The fate of business method patents may be decided very soon since the US Supreme Court has decided to take on Bilski v. Doll. The case will set a significant precedent that will impact the validity of business method and even software patents. The Supreme Court will review the US Court of Appeals for the Federal Circuit’s decision of Bilski which upheld a rejection of a patent application of a method for managing risk in commodities trading.
As of now, there is much debate as to the patentability of business methods and software, like in the Bilski case. Typically the issue is whether these types of patents are just too broad and/or abstract. The Federal Circuit narrowed the standard by stating patent law only protects inventive processes that involve a “particular machine” or “transform an article from one state to another.” The result of this decision would lead to greater scrutiny of business method and software patents. This is a departure from the prior standard of Section 101 which states “whoever invents or discovers any new and useful process, machine, manufacture, or composition of matter, or any new and useful improvement thereof, may obtain a patent…”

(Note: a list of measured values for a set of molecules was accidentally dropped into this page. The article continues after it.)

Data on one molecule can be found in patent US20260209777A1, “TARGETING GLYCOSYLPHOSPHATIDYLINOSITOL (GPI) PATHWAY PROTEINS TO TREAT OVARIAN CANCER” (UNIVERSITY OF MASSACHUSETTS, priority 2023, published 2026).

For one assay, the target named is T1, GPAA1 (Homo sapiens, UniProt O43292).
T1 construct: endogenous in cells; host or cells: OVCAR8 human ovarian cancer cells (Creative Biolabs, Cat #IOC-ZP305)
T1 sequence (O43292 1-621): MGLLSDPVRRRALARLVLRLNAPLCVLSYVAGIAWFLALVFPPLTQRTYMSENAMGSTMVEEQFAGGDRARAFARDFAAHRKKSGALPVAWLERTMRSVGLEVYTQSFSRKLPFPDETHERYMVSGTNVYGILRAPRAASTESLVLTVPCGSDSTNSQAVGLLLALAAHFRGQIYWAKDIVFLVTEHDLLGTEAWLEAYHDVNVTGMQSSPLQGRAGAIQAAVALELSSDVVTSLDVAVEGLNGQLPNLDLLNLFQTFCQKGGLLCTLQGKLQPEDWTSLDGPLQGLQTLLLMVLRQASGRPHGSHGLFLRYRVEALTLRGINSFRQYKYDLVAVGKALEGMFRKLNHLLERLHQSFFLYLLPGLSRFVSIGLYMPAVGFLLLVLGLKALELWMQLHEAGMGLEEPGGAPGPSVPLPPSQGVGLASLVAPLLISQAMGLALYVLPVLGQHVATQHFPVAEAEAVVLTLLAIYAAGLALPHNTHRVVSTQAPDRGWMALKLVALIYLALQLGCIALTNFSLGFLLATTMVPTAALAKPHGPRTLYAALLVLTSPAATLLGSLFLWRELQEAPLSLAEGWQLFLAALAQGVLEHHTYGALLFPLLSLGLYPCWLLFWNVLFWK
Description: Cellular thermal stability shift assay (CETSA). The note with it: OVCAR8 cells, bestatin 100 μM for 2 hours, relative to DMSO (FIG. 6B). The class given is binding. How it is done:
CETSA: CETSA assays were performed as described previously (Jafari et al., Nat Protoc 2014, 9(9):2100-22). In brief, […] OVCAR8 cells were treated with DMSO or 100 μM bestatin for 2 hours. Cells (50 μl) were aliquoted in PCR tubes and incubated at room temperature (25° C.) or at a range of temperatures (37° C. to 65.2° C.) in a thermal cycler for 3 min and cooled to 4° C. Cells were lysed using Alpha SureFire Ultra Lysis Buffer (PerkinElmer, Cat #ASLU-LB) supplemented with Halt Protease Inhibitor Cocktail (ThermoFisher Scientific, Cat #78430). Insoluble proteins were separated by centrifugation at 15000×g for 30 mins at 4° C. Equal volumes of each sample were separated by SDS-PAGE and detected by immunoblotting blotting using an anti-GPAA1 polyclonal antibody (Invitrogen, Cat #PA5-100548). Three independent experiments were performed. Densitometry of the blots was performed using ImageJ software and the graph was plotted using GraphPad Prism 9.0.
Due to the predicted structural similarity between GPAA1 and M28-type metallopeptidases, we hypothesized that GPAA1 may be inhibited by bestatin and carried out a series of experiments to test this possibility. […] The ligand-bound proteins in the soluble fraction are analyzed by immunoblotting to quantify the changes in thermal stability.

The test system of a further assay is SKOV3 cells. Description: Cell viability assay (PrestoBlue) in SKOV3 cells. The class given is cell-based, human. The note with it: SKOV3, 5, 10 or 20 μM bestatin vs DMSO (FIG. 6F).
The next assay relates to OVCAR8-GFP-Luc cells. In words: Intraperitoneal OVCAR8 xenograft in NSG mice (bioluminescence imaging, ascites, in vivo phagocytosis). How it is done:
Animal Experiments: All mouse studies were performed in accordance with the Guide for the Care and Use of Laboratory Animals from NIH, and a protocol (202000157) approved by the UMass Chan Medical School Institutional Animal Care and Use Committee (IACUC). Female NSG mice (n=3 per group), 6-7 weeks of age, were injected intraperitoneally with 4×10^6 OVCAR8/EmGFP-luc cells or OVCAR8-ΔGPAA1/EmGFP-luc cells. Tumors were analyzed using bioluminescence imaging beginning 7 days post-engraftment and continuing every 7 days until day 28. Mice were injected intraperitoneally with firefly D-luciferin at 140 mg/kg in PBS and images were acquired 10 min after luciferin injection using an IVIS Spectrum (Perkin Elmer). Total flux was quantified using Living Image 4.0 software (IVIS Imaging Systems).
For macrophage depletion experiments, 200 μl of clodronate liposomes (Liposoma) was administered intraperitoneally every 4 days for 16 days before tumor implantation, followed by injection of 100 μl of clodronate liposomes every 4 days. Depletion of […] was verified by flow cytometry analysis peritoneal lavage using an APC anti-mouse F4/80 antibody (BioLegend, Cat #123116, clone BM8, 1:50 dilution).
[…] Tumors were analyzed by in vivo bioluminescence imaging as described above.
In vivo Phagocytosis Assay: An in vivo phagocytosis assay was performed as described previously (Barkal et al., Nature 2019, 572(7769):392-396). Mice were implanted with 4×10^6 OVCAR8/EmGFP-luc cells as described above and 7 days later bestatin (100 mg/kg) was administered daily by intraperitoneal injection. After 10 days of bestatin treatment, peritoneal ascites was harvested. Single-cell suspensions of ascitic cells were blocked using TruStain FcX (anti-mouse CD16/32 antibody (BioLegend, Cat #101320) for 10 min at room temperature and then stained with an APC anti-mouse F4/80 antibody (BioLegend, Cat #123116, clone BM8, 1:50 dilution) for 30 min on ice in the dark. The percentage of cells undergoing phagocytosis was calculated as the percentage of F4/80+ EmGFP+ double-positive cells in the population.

So what’s at stake? Typically the software, finance, and pharmaceutical industries want less scrutiny and broader patent eligibility because they rely heavily on these types of patents. Many companies in these industries could lose existing and future patents rights if the stricter machine/transformation test above stands. Will this lead to an increase of Section 101 challenges to a patent’s validity in patent litigation? Probably if the Supreme Court allows Bilski to stand.
Interestingly, remember my prior blog about Sonia Sotomayor and her background in IP law? If the timing is right, she may be involved in reviewing Bilski. Hopefully, the decision will be a thoughtful one given her expertise in IP litigation.